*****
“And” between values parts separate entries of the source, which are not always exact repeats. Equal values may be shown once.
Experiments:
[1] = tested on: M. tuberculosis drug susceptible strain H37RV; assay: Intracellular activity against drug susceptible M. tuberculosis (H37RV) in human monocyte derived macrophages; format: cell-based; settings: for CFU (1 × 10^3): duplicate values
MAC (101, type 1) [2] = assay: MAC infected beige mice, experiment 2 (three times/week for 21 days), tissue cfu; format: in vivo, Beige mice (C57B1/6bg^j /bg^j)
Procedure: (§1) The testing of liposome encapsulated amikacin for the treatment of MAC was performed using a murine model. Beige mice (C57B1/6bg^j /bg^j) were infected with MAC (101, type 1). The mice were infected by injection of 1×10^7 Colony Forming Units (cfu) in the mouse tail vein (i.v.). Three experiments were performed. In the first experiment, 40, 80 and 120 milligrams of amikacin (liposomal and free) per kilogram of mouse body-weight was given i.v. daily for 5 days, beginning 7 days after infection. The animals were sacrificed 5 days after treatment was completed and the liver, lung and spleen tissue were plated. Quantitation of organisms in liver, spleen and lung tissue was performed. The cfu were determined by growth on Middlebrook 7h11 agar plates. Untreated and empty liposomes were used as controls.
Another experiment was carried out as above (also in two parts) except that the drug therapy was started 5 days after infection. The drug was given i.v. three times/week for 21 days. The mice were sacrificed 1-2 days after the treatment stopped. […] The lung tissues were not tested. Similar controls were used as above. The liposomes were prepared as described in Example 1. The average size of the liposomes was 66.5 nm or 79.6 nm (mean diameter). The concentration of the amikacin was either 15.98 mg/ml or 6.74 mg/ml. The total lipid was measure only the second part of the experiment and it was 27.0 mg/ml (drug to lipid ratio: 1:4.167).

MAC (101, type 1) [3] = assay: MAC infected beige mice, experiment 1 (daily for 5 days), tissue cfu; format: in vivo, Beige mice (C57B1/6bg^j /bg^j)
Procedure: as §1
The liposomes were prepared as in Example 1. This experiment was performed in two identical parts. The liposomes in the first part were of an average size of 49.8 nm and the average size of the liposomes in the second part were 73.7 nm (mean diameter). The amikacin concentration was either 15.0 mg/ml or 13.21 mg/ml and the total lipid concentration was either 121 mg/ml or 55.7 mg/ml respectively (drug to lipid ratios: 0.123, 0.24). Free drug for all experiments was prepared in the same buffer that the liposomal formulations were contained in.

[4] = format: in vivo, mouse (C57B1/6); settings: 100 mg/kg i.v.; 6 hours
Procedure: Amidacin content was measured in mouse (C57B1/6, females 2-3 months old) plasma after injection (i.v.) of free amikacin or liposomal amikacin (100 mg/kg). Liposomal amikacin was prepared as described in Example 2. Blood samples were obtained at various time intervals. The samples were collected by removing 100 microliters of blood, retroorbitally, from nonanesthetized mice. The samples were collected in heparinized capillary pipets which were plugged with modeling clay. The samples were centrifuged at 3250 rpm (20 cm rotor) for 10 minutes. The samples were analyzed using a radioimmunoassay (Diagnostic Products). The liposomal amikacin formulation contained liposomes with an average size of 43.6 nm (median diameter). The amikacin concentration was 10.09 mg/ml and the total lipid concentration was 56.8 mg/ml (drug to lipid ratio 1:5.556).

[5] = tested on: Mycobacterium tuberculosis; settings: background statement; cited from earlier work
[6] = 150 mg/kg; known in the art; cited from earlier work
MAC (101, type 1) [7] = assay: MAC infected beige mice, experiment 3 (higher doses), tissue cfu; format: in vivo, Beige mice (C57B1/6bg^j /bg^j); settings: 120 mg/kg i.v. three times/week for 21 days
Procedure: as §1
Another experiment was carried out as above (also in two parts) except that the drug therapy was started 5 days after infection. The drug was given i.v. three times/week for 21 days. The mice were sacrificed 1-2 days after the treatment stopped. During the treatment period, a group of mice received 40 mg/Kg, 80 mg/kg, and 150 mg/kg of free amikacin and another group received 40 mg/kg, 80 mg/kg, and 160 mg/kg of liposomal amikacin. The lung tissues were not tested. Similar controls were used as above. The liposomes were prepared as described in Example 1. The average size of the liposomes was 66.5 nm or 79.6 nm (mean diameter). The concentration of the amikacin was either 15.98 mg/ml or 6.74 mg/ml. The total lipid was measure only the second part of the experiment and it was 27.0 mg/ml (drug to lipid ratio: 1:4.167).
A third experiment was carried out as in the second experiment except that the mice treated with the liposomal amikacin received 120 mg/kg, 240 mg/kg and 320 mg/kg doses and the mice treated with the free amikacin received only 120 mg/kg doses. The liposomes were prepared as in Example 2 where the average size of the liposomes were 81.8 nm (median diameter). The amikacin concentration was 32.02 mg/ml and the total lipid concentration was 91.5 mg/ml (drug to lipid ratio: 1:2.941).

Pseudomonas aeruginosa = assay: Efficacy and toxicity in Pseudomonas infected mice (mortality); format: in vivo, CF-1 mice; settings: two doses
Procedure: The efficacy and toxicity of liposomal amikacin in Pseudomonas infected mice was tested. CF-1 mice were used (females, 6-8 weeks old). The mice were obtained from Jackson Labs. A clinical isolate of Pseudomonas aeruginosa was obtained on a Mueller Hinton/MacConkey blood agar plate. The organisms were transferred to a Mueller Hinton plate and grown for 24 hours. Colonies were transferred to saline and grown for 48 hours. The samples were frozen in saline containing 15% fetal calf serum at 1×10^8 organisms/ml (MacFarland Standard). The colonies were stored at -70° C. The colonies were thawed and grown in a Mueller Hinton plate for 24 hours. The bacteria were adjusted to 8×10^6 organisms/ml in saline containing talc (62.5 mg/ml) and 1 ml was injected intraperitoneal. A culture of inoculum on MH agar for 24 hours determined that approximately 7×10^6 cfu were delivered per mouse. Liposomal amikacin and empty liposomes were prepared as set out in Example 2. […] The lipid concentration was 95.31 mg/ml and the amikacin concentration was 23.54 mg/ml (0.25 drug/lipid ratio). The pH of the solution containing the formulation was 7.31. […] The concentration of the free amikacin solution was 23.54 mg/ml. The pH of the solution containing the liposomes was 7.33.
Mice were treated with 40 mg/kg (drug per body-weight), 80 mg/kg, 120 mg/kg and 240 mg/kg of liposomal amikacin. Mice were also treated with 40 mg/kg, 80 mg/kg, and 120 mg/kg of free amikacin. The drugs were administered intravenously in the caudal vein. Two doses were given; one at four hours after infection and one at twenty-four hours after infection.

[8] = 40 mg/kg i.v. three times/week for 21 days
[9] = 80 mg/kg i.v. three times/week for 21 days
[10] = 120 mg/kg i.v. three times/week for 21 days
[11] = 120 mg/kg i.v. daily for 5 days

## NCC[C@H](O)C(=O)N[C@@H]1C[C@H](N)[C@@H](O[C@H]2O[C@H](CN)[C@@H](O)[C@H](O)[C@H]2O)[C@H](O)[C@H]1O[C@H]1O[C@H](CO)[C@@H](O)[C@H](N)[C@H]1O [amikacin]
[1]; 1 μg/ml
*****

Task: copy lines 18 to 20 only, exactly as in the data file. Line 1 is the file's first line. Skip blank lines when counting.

Pseudomonas aeruginosa = assay: Efficacy and toxicity in Pseudomonas infected mice (mortality); format: in vivo, CF-1 mice; settings: two doses
Procedure: The efficacy and toxicity of liposomal amikacin in Pseudomonas infected mice was tested. CF-1 mice were used (females, 6-8 weeks old). The mice were obtained from Jackson Labs. A clinical isolate of Pseudomonas aeruginosa was obtained on a Mueller Hinton/MacConkey blood agar plate. The organisms were transferred to a Mueller Hinton plate and grown for 24 hours. Colonies were transferred to saline and grown for 48 hours. The samples were frozen in saline containing 15% fetal calf serum at 1×10^8 organisms/ml (MacFarland Standard). The colonies were stored at -70° C. The colonies were thawed and grown in a Mueller Hinton plate for 24 hours. The bacteria were adjusted to 8×10^6 organisms/ml in saline containing talc (62.5 mg/ml) and 1 ml was injected intraperitoneal. A culture of inoculum on MH agar for 24 hours determined that approximately 7×10^6 cfu were delivered per mouse. Liposomal amikacin and empty liposomes were prepared as set out in Example 2. […] The lipid concentration was 95.31 mg/ml and the amikacin concentration was 23.54 mg/ml (0.25 drug/lipid ratio). The pH of the solution containing the formulation was 7.31. […] The concentration of the free amikacin solution was 23.54 mg/ml. The pH of the solution containing the liposomes was 7.33.
Mice were treated with 40 mg/kg (drug per body-weight), 80 mg/kg, 120 mg/kg and 240 mg/kg of liposomal amikacin. Mice were also treated with 40 mg/kg, 80 mg/kg, and 120 mg/kg of free amikacin. The drugs were administered intravenously in the caudal vein. Two doses were given; one at four hours after infection and one at twenty-four hours after infection.